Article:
The presence of “trolls” in online forums is often portrayed as a blight on constructive debate, but a recent stoush indicates political discussion by antagonistic online users may not be all that bad.
You may have read about the recent war of words between Opposition communications spokesperson Malcolm Turnbull, the national business daily, the Australian Financial Review (AFR), and Minister for Communications Senator Stephen Conroy.
The topic of discussion: the quality of reporting and commentary about the National Broadband Network (NBN) infrastructure project.
Yesterday the AFR reported Turnbull as having said technology journalists were fanning a pro-NBN zealotry among tech-savvy citizens who wanted the ultimate broadband regardless of more feasible alternatives.
It follows up comments made by Senator Conroy at a recent press conference about NBN Co’s new corporate plan. Conroy expressed a preference for a thread on the Australian broadband user website Whirlpool over the AFR when it came to NBN coverage:
For those interested in a comprehensive discussion of the issues I can recommend to you the Whirlpool website and particularly the thread titled ‘Fighting the FUD'.
It is a very informative thread and I would encourage you to have a look at it. It does address a few of the issues that we debate regularly.
Prompted by Senator Conroy’s comments and as part of an ongoing interest in the nature of online political discussion – with a specific focus on practices commonly regarded as “trolling” – we have surveyed recent stories in the AFR on the issue.
Our analysis of 51 published articles mentioning Senator Conroy over approximately the past six weeks indicates the AFR is certainly not a fan of the high-speed internet infrastructure project, nor of the Senator.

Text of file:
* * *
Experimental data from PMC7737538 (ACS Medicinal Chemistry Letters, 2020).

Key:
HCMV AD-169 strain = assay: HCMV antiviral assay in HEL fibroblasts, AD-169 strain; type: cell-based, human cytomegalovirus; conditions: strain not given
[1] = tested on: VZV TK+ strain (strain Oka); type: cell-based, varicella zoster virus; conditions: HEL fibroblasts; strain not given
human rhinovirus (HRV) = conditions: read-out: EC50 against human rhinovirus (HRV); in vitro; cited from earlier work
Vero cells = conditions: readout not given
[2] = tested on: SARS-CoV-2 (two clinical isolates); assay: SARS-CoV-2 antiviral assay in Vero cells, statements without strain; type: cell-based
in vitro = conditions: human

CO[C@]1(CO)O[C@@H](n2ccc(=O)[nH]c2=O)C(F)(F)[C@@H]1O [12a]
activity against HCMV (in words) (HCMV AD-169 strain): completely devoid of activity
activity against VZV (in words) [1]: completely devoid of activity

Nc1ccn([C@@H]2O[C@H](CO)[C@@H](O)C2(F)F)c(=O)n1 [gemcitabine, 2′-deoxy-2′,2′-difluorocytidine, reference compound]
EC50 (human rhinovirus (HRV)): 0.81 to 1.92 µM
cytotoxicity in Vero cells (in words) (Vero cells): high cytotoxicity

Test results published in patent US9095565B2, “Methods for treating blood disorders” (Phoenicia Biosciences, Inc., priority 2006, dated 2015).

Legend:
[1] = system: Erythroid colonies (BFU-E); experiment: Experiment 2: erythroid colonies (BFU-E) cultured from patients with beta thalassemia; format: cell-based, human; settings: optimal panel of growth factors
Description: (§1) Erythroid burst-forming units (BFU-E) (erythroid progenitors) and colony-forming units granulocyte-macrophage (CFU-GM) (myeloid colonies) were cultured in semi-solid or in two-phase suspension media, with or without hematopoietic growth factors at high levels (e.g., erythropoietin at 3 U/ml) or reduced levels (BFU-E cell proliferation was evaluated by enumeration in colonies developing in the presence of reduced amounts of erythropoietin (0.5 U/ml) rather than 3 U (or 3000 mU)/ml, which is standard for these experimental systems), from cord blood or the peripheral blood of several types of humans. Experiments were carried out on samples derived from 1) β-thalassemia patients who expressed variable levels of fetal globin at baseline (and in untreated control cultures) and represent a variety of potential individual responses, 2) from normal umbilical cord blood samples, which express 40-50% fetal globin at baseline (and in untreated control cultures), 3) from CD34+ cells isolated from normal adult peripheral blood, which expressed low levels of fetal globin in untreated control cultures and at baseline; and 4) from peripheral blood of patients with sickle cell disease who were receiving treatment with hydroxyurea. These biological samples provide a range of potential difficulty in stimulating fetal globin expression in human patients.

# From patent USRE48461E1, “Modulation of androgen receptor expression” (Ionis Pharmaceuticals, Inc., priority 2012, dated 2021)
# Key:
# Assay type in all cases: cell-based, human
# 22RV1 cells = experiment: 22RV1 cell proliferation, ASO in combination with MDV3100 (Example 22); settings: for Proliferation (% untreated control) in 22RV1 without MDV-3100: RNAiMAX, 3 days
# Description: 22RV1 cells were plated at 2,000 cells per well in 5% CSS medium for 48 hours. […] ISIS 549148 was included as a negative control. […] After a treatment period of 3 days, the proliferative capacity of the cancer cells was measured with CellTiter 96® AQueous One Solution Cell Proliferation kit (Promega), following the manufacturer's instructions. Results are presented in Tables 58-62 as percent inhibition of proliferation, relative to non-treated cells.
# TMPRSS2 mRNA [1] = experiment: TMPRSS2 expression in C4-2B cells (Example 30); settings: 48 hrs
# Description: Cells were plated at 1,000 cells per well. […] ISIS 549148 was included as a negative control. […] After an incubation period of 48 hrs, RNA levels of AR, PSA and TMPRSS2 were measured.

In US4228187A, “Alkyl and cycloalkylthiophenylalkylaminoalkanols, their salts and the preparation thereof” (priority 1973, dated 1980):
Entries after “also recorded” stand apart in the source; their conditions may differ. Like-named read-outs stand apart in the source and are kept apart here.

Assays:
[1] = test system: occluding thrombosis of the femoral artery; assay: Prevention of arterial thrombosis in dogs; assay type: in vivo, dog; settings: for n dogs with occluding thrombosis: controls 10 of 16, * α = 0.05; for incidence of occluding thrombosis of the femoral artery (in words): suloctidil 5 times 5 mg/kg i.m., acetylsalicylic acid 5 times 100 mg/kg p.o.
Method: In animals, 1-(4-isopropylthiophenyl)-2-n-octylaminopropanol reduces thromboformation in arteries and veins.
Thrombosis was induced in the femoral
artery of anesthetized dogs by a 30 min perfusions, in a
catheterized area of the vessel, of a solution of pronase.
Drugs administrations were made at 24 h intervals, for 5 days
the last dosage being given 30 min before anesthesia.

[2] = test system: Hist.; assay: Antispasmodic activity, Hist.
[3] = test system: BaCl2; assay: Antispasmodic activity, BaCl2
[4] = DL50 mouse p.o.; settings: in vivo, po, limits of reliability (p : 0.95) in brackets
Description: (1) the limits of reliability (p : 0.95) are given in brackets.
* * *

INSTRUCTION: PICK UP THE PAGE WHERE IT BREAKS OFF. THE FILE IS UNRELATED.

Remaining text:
In all stories on Conroy, there were only four positive headlines and 18 neutral ones – 29 (more than 53 per cent) – were negative. (A Google spread sheet with all the data is available here.)
A number of headlines personally attacked the minister: Conroy does a Comical Ali compared him with the delusional Iraqi information minister; and Conroy slow off-piste contained an ironic allusion to his skiing holidays with media moguls.
Most discussions were premised on the idea that the project was a failure in the making.
The few positive stories did not praise Conroy, but instead offered guarded and isolated accounts of pleased users, or events which may or may not drive subscriptions to the network. So Conroy has no reason to be pleased by the AFR’s coverage.
A mixed bag
Certainly, discussion of the NBN on Whirlpool is not as unremittingly hostile as in the AFR, although it certainly features vocal critics of the infrastructure project. The difference is that it takes the form of an ongoing, multifaceted debate in which supporters of the project are on-hand, and able to engage with detractors on the details of the plan.
The Whirlpool thread mentioned by Senator Conroy features users discussing, and frequently disputing, the details and relative merits of the NBN. To date this thread has extended over ten separate parts.
(A common practice on forums is to break off a thread when it reaches a large number of pages, and begin a “new” thread as an extension of the old one.)
A shorter version that indicates the character of discussion about the NBN on Whirlpool is this thread discussing IT news outlet Delimiter’s article about Conroy preferring Whirlpool over the AFR. Here, as in the longer threads, users cycle around familiar disagreements on the political, technological and financial aspects of the NBN.